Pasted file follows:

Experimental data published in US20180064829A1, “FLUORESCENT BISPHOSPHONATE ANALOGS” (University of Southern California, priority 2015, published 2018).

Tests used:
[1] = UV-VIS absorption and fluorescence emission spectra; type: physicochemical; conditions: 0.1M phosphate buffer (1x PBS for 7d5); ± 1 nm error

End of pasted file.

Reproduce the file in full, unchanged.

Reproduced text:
Experimental data published in US20180064829A1, “FLUORESCENT BISPHOSPHONATE ANALOGS” (University of Southern California, priority 2015, published 2018).

Tests used:
[1] = UV-VIS absorption and fluorescence emission spectra; type: physicochemical; conditions: 0.1M phosphate buffer (1x PBS for 7d5); ± 1 nm error